The adjoining James Brindley Museum has displays which illustrate the life and work of the great man, including one of his notebooks and the surveyor’s level, which was his principal tool in planning the routes of the 3,000-mile canal network which he masterminded. Brindley’s pioneering canals were to transform the country and herald the start of modern Britain.
Severn Trent Water’s Tittesworth Water reservoir (01538 300400) is beautifully situated near Meerbrook about three miles easst of Leek. There is a well-appointed visitor centre, opened in 1998, which features award-winning, fully-accessible toilets, a childrens’ play area and adventure playground, a crafts and gift shop and an 80-seat restaurant, plus picnic and barbecue areas overlooking the water.
Tittesworth is also popular with bird watchers and the reservoir supports a wide range of wildlife which can be observed from several hides by the waterside. It is also well known for its trout fishing, which is available to the public either from the banks or from hired boats.
The RSPB’s steep-sided Coombes Valley Nature Reserve (Tel: 01538 384017) three miles south east of Leek, is a great place to get close to nature. Although orginally set aside for its ornithological interest – redstarts, wood warblers and pied flycatchers are typical breeding summer visitors – it claims to be about much more than birds. This is a fine site for badgers, and the Coombs Valley also supports a wonderful variety of butterflies and wildflowers, including orchids in the spring.
Cheddleton Flint Mill (Tel: 01782 502907) is a fine example of a water mill which ground flint for the pottery industry in nearby Stoke-on-Trent.  The site includes two water mills, a small museum, a period cottage, the Cauldon Canal and many other exhibits. The mill is dependent on public donations and is run by volunteers from the Cheddleton Flint Mill Industrial Heritage Trust, formed in 1972.
The Churnet Valley Railway operates steam trains from the Cheddleton Railway Centre, near a museum established in the mid-1970s by the North Staffordshire Railway Society, displaying artifacts from the original North Staffordshire Railway Company.
The first passenger services run by the Churnet Valley Railway began in 1996, and now extends to Kingsley and Froghall, giving a current operational length of about five miles. You travel through one of the longest tunnels (531 yards/485m) on any preserved railway near the Leekbrook Junction.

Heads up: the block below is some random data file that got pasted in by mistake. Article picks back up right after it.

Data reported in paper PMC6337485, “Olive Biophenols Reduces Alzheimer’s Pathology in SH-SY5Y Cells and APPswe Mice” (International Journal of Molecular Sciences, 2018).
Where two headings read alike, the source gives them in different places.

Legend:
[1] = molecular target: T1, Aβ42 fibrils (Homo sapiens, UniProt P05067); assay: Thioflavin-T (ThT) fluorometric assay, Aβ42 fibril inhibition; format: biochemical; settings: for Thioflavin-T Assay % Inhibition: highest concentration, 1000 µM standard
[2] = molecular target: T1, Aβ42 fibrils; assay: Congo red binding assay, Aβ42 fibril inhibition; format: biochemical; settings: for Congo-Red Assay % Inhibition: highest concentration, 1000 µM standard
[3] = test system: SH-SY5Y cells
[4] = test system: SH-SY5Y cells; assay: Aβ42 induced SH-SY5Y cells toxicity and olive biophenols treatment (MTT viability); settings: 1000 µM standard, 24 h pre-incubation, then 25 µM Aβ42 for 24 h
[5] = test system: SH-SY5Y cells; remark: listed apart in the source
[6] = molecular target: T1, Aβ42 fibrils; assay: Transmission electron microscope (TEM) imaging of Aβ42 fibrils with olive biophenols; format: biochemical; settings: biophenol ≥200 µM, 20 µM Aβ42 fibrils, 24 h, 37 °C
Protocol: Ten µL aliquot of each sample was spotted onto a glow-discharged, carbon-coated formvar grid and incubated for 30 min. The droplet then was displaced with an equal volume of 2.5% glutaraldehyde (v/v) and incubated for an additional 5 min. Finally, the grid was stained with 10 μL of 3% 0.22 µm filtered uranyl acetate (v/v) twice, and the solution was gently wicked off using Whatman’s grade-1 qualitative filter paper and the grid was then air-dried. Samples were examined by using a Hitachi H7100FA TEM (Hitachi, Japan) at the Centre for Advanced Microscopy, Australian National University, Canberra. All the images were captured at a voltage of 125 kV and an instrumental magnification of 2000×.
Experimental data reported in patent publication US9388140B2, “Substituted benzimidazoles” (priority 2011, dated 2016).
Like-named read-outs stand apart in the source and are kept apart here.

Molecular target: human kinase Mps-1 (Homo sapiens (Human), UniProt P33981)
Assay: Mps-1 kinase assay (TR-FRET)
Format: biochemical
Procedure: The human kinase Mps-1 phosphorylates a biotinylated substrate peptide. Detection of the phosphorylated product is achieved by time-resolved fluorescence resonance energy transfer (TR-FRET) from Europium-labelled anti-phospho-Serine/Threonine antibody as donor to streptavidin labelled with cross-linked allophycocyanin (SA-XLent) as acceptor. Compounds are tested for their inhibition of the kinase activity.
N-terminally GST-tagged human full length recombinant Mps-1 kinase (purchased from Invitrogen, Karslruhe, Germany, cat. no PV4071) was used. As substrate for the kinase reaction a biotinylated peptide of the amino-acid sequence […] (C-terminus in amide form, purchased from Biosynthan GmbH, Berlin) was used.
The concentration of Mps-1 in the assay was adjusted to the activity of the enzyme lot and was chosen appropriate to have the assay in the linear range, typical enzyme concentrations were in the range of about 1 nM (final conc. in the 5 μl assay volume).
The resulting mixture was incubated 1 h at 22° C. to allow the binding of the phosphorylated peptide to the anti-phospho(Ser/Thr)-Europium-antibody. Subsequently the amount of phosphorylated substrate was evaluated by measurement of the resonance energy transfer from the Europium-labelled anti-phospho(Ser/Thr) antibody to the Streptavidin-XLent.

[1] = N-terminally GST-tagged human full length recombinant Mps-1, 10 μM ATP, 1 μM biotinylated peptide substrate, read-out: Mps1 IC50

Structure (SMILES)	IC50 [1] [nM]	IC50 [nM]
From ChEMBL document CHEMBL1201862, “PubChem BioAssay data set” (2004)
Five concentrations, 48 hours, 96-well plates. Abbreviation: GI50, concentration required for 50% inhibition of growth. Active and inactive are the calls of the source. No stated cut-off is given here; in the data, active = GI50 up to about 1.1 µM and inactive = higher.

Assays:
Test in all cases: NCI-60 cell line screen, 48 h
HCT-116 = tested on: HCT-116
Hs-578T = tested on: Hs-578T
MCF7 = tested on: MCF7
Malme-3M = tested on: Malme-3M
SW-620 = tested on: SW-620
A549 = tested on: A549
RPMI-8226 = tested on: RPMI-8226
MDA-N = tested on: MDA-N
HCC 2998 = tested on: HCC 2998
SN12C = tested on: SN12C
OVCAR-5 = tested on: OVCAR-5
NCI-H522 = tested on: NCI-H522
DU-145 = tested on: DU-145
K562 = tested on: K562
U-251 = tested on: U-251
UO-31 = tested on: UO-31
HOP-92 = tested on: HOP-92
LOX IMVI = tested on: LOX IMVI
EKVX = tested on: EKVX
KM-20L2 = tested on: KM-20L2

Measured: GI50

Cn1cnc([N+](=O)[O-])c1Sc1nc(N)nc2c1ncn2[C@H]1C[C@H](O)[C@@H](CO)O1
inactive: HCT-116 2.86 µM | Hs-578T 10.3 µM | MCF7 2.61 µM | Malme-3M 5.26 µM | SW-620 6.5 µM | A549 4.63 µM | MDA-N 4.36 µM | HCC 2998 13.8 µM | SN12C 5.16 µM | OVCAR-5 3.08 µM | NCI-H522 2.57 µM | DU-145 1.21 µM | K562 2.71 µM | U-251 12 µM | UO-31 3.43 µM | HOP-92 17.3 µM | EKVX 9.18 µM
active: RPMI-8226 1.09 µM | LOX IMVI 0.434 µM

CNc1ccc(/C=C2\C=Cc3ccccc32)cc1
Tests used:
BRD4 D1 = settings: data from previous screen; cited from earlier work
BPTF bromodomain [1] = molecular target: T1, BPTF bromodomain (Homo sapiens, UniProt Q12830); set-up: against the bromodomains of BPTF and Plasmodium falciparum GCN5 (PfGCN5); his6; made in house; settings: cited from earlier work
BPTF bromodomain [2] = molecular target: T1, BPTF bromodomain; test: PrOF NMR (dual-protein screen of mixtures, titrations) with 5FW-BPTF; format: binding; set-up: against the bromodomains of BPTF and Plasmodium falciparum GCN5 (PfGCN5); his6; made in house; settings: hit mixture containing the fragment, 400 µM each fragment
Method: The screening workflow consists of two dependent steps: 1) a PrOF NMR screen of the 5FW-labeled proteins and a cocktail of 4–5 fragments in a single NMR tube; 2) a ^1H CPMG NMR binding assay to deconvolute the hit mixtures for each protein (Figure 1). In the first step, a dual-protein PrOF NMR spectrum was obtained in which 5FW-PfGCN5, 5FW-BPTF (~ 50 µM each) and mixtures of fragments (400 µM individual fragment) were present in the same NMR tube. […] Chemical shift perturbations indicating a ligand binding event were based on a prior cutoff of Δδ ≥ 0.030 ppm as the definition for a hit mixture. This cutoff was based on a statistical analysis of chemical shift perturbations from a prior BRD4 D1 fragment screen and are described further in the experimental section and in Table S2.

Leek Market has been held in the Market Square every Wednesday for close on eight centuries. There are also indoor markets at Leek on Wednesdays, Fridays and Saturdays, a Fine Food Festival Farmers’ Market where the best of local produce is on sale on the third Saturday of each month, and an Antiques and Collectors’ Market which is held every Saturday.

There is fine walking country just outside Leek to the north off the A53 Buxton road, where the serrated skyline of The Roaches and Ramshaw Rocks provides an excellent, high-level promenade, with views extending across the Cheshire Plain towards Tittesworth Reservoir and beyond, the distant River Mersey.
The Roaches are among the major rock-climbing areas not only in the Peak but the whole of Britain. It was here, on routes like Valkyrie, The Sloth and The Mincer, that the two working-class heroes of the 1950s rock-climbing revolution, Joe Brown and Don Whillans, pushed the sport to new levels of difficulty on the abrasive Staffordshire gritstone.


The Peak Weavers Rooms and Restaurant in King Street, Leek (01538 383729), is an award-winning restaurant which also offers B&B accommodation in a 19th century former convent, named after the industry which shaped Leek.

Primo Piano in Leek’s Sheepmarket (01538 398289) is a friendly Italian restaurant in the centre of Leek, while the child-friendly Guava-Guava in Getliffe’s Yard, (01538 373344) offers Mexican and Latin food in a contemporary setting.
Locally-brewed real ales including guest beers can be enjoyed at the Wilkes Head in St Edward Street (01538 383616), a cosy pub named after the 18th  century politician John Wilkes. And there’s an unexpected Belgian bar named Den Engel (The Angel) on Stanley Street (1538 373751), where about 10 Belgian beers are kept on draught.


  • Buxton, spa town and shopping centre
  • Stoke-on-Trent, the Potteries city
  • Chapel-en-le-Frith, ancient market town
  • Biddulph Grange Gardens, amazing Victorian gardens
  • Little Moreton Hall, black-and-white, half-timbered masterpiece


Tourist Information Centres
Leek Tourist Information Centre, 1 Market Place, Leek, Staffordshire ST13 5HH; 01538 483741; open daily
Buxton Tourist Information Centre, The Crescent, Buxton SK17 6BQ; 01298 25106;; open daily
Doctors: Health Centre, Fountain St, Leek, ST13 6JB,  01538 381072;
Moorland Medical Centre, Dyson House, Regent St, Leek ST13 6LU, 01538 399008. 

© Let's Stay Peak District






Last Updated: 22 Jun 2015